Add bells and whistles when possible such as
fancy decorative groupings
for marking cash desks or
interactive LED walls for
visual interest, she suggests. Specific lighting strategies depend on the type of
merchandise, the type of
retailer, and local codes.
Both Israel and Forbes-Gray say that energy
codes and energy efficiency influence lighting trends today. The California Energy
Commission updated its Title 24 Energy
Efficiency Standards. Effective in January
2014, the revisions introduced requirements for adaptive lighting—lighting
that automatically dims or shuts off when
it’s not needed. Once optional, adaptive
lighting is now required for both interiors
and exteriors and even in parking garages
within the state.
“Codes are making people adopt more
efficient sources of light quicker than they
would normally,” says Israel. “They demand
energy reduction through dimming of
lights in California now, and it will migrate
to the rest of the country.”
Because retailers will be required to have
dimmable light sources (in California for
now), they won’t be able to use the ceramic
metal halides favored in retail in the past—
those aren’t dimmable. LEDs meet that
need and are attractive financially and
last longer, he says.
Code-mandated reductions in power
density allowances also have driven lighting advancements, especially in LEDs, says
Forbes-Gray. She cites LEDs’ improvements
over previous technologies such as HIDs
and fluorescents: efficiency, improved color
rendering, more accurate lamp-to-lamp
consistency, and the ability to control and
tune the color temperature of light sources.
Ron Harwood, CEO and creative director at Illuminating Concepts in Farmington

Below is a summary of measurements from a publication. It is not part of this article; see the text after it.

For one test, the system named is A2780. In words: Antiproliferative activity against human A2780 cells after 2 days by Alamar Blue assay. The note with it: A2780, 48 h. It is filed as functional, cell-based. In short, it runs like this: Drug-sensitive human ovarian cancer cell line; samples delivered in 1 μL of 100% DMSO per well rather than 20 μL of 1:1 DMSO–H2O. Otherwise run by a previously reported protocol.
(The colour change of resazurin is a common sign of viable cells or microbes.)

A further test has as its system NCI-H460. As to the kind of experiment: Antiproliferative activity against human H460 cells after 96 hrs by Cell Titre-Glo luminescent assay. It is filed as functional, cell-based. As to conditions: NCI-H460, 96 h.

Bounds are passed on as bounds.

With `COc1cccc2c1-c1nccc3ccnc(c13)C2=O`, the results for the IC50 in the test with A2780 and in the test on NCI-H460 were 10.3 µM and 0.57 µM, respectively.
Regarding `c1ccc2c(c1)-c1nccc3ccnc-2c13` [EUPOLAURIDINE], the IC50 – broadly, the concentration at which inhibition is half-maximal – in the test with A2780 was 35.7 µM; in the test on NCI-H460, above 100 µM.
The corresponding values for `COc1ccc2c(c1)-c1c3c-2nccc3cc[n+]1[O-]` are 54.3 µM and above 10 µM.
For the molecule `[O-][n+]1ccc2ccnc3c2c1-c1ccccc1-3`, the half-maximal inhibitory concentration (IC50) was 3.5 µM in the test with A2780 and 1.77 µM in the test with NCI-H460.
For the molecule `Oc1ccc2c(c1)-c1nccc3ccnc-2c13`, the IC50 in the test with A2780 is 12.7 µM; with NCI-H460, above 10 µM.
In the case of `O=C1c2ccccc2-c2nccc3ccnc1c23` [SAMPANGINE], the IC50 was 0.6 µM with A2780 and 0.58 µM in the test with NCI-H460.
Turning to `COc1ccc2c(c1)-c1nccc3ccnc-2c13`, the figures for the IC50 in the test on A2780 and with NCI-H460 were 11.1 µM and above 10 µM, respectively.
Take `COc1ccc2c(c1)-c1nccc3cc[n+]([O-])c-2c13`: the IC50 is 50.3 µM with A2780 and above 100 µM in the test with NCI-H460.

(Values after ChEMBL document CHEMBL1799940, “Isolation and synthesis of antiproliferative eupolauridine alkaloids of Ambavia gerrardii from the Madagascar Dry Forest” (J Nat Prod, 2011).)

Hills, Mich., says LEDs can be used in
unique and creative ways to light stores, creating a competitive edge and boosting sales.
“Not only is the creative
use of light affecting point
of sale, it’s also great for
moving customers around a
store,” says Harwood. “Our
natural instincts are to go
towards the light, and what-
ever is illuminated attracts
Harvesting some of that light from the
sun also saves money.
Energy management can have a down side,
says Harwood. Daylight can take the focus
off your merchandise. It doesn’t always
come in the right intensity, in the correct
place, or when you want it.
Some ambient light from nature works,
but don’t depend on it, Harwood says. If
you do, then you’re assuming a warm sunrise, a sunny glow during the day, and a
blue-white radiance going from daylight to
night, every day. Nature may not cooperate.
“In this scenario, resort wear should
be bought at noon and evening gowns at
night,” says Har wood.
Using sunlight alone requires a great
deal of work, says Paul Gregory, principal
at Focus Lighting in New York. On a bright
At Simons in Anjou, Quebec,
bringing lighting closer to the product
reduces the light level needed from
a distance, such as the ceiling.
Lighting design by Lightbrigade
Architectural Lighting Design